A few months ago a pop magazine called "Self" ran an article on chiropractic treatment that was complete bogus. The article featured a woman who had suffered a stroke after a chiropractic treatment and blamed the treatment for the stroke. The article ran several pages and included fanatical quotes form anti-chiropractic medical doctors. It did not, however, contain a shred of relevant research. Nor did it address risks of alternatives to chiropractic care, such as medical care--which, believe it or not, is the number one cause of death in this country! If you don't believe it click here.
Stroke risk with chiropractic care has been brought up in the press several times in the past few years, and I want to set the record straight. A new study just came out in the world's premier orthopedic journal, Spine. The authors of the study followed over 19,000 patients through more than 50,000 chiropractic treatments. There was not a single serious adverse reaction to care (read the study here).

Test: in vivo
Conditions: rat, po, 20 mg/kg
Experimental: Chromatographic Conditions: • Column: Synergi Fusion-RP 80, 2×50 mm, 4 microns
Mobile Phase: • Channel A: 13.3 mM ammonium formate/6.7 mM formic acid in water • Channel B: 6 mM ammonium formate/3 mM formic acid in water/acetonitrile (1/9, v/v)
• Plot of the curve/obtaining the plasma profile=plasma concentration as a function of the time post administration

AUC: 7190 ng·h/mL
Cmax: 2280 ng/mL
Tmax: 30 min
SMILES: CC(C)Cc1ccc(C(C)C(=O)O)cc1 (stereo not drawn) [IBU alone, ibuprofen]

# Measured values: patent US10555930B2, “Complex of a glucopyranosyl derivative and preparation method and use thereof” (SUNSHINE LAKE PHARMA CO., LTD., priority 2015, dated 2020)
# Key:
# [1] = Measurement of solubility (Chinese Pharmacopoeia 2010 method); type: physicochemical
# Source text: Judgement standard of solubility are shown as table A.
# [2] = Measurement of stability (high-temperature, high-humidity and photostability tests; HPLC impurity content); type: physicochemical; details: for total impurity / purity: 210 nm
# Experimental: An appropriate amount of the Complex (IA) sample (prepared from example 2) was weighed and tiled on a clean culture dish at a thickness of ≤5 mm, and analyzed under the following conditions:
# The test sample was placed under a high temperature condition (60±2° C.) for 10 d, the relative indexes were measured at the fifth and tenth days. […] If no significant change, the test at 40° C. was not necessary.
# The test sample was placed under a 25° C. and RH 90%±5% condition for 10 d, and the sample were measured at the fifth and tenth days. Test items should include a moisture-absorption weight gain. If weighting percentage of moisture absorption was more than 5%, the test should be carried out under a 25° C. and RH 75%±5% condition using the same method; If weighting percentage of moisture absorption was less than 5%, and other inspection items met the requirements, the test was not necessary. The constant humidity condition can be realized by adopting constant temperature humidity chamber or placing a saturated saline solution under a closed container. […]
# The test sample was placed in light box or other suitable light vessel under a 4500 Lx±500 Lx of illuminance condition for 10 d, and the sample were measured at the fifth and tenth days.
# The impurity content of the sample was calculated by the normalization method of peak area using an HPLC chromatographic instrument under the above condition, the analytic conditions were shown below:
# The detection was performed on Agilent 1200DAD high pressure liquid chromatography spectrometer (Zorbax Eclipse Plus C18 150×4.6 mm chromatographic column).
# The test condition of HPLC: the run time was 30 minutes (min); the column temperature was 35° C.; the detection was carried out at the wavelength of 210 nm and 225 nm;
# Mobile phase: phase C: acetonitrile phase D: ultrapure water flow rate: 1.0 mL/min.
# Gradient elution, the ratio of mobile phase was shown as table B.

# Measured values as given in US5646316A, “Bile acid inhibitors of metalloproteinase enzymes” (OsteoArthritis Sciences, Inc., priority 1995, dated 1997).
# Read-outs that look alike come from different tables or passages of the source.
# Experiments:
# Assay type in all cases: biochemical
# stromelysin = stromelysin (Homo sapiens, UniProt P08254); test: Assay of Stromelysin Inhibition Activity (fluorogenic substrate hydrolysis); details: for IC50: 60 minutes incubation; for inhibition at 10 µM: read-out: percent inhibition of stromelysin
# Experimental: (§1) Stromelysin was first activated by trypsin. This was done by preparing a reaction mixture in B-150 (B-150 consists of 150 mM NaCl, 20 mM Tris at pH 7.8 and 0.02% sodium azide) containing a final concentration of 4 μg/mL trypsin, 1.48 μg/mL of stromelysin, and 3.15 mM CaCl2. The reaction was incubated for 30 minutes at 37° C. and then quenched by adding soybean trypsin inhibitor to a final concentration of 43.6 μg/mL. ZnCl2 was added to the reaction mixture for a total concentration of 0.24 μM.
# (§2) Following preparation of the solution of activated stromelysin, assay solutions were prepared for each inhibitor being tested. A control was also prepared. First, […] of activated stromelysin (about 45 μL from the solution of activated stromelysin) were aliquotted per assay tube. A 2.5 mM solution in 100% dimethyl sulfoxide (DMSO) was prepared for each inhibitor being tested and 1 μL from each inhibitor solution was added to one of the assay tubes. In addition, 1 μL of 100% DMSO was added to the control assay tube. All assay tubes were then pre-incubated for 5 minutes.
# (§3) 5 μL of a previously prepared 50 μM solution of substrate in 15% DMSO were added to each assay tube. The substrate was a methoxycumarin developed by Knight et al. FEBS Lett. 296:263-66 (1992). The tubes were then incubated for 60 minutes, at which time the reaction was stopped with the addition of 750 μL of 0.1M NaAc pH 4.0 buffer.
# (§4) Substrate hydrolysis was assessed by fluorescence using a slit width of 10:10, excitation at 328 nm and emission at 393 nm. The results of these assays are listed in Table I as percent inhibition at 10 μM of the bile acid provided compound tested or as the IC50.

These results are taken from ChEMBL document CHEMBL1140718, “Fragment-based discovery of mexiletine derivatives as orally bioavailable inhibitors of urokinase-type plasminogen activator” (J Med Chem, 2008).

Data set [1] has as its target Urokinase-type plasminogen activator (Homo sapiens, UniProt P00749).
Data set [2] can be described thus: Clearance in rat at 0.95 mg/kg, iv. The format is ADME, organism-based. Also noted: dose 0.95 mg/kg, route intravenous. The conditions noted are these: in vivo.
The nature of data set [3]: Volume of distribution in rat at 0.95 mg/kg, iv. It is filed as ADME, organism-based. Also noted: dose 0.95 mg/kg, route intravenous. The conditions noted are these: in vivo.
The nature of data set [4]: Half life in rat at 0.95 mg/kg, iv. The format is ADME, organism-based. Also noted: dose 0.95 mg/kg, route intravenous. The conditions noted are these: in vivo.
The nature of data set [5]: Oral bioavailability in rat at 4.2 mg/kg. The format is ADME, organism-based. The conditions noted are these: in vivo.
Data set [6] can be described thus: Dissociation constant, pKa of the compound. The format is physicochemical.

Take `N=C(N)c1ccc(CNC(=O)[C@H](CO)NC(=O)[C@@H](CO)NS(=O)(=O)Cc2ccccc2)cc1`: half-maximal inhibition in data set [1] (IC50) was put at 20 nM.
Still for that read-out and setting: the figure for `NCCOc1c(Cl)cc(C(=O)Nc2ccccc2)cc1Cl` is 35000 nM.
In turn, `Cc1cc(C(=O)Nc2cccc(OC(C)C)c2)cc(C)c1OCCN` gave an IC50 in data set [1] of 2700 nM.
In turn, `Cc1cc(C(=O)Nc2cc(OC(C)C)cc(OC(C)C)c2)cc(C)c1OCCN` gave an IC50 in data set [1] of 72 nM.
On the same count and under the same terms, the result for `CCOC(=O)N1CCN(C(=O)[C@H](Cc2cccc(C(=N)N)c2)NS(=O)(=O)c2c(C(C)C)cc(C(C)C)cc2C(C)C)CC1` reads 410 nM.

Another study conducted by a task force will be published in an upcoming edition of Spine. In it, authors report that while rarely an individual does experience a stroke after being treated by a chiropractor, these individuals likely would experience the stroke regardless of being treated. To illustrate this concept, consider a woman in the early stages of MS (multiple sclerosis) who is experiencing vision changes due to the disease. She may report to an ophthalmologist for an eye exam. Later that month she may experience difficulties with coordination and be diagnosed with MS. Blaming chiropractic for stroke would be like blaming the ophthalmologist for MS.It is unfortunate that there are some old-school pillars of Western Medicine that are resistant and threatened by chiropractic. I recommend that you share your chiropractic success stories with your medical doctor as part of an educational effort! In an ideal world patients would see their chiropractor first for pain and muscle, joint, and nerve problems. See this article on a study involving an HMO that required patients to see their chiropractor first.